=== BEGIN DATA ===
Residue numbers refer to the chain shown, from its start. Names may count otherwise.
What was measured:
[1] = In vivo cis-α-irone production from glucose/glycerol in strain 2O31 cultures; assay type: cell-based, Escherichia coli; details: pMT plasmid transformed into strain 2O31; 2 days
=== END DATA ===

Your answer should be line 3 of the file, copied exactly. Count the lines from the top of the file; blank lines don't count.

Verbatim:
[1] = In vivo cis-α-irone production from glucose/glycerol in strain 2O31 cultures; assay type: cell-based, Escherichia coli; details: pMT plasmid transformed into strain 2O31; 2 days